Friday, October 13, 2006

Friday Reflection: Living Memorials and Buddhist Economics

The other day, in a small piece about death and forgiveness, I mentioned my admiration for the inspiring action lessons of the Amish people in the way they dealt with what, for them, was and is a community 9/11.

Now for a little follow-up. On Thursday morning, the schoolhouse—where the atrocity occurred that ended in the slaughter of five little girls—was razed. The Amish folks brought in high-powered demolition and earth-moving machinery and they erased that building in a matter of minutes.

So, what are they going to do next? Erect a magnificent granite monument to honor their dead? Build a towering skyscraper of steel, glass, and corporate opulence as a stiff reminder to the world of their lust to remain first and highest in the eyes of the world? They're turning it into a pasture. Already have, in fact, by the time you read this. That is, a field of grass, with small plants, maybe a tree or two.

That's why I say that the spiritual strength and wisdom of these people is a marvel to me. In the era of the Hollywood televangelist, the Mercedes Benz guru, and the crystal cathedrals of 8-figure prophets, these Amish are the living example of a genuine spirituality.

For nearly five years now, corporate heads, politicians, architects, and advocacy groups have fought among themselves to get and claim credit over various competing plans for a monument, memorial, or building at the site of what was the World Trade Center here in New York.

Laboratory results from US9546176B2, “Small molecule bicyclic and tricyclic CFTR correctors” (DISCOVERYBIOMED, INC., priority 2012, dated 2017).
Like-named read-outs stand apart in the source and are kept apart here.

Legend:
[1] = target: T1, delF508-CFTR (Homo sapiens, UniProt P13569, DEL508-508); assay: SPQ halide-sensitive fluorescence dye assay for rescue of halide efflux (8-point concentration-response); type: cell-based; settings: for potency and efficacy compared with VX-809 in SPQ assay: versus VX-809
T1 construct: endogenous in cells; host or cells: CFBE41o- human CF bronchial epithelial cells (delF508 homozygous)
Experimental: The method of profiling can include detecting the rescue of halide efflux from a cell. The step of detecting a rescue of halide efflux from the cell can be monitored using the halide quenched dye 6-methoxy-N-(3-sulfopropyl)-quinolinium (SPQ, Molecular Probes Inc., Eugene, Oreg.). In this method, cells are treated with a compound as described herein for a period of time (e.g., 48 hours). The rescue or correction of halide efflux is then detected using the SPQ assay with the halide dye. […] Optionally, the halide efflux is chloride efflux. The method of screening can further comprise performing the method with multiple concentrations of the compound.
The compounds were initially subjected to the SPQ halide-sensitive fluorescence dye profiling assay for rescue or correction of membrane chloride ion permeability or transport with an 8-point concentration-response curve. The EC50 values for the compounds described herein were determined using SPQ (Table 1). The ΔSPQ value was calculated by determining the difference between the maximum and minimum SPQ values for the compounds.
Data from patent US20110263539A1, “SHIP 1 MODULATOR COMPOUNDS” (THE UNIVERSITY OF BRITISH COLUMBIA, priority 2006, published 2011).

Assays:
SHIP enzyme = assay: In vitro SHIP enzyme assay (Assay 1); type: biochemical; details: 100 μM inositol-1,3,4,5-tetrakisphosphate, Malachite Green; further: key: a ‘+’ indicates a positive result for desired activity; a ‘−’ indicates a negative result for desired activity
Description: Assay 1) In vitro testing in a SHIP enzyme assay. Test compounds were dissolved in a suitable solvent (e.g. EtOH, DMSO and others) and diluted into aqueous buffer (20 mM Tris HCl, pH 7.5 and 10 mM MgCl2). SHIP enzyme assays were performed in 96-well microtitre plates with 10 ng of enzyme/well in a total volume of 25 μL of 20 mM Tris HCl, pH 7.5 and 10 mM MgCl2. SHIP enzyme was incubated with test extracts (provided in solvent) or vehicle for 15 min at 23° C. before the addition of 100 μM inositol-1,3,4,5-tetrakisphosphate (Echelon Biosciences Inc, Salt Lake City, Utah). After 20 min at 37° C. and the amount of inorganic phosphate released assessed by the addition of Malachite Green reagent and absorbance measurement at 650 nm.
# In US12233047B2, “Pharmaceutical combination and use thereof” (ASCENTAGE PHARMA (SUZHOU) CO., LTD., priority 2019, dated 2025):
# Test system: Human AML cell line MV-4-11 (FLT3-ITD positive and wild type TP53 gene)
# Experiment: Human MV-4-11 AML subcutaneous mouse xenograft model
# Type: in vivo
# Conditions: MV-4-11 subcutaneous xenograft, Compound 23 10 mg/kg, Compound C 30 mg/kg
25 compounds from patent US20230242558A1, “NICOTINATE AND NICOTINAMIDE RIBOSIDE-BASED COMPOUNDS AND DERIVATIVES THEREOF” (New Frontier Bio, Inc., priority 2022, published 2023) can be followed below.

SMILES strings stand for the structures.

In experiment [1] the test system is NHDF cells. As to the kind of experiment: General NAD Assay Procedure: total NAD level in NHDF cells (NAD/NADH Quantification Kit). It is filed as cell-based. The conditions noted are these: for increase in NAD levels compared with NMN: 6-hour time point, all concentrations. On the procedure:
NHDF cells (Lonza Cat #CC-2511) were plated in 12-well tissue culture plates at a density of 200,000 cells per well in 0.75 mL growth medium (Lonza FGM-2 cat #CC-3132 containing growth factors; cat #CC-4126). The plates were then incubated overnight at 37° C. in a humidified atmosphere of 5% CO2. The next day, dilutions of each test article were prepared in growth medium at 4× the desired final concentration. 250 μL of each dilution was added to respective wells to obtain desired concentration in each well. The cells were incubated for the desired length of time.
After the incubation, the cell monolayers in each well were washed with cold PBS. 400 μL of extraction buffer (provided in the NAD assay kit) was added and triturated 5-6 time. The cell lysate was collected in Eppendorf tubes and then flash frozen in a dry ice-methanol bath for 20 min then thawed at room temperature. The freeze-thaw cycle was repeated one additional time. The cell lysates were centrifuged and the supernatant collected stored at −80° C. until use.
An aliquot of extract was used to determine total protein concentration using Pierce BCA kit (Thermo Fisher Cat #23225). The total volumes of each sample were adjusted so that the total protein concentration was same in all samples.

What if they just poured some earth into the hole left behind and planted grass and a few trees in the spot where such an aimless act of carnage occurred? What if by now, tourists and natives alike could come and walk around in the meditation space created by soil, grass, and plants; enter the quietude of Nature, perhaps taking a picture and leaving a flower? What if there were a natural altar of remembrance there instead of a garish, dirty, and noisy construction site surrounded by T-shirt salesmen ("I've Been To Ground Zero") and conspiracy advocates?

The Amish have so very much to teach us, if we will only open our hearts and listen from within.


Once again, our only correct response on the banner quote came from the amazing Miss Bitty, who identified our author, E.F. Schumacher, and the book, Small is Beautiful: Economics as if People Mattered.

Schumacher has a lot to tell us, some 33 years after the publication of Small is Beautiful. His book is deservedly considered a classic today, having sold something like a million copies and influenced countless students and professionals in arts as diverse as economics itself, religion, sociology, and urban planning. Schumacher taught "consilience" before E.O. Wilson became recognized for the notion; Schumacher said that "all subjects, no matter how specialized, are connected with a centre; they are like rays emanating from a sun." To see how topical he is on economic matters of today, check out this commentary from today's Progress Report:

When President Bush took office in 2001, he inherited a yearly budget surplus of $284 billion. At that time, he predicted a $516 billion surplus for fiscal year 2006. Yesterday, the Bush administration announced that, in 2006, the federal government ran a deficit of $248 billion, missing its projection by $764 billion. President Bush considered this a smashing success. In a speech yesterday, Bush said the numbers were "proof that pro-growth economic policies work" and an example of "sound fiscal policies here in Washington." Although the deficit declined from $318 billion last year, "the long-term outlook remains bleak." If the President is successful in implementing his economic agenda -- including making his tax cuts permanent for the wealthy -- "deficits will total nearly $3.5 trillion over the next 10 years."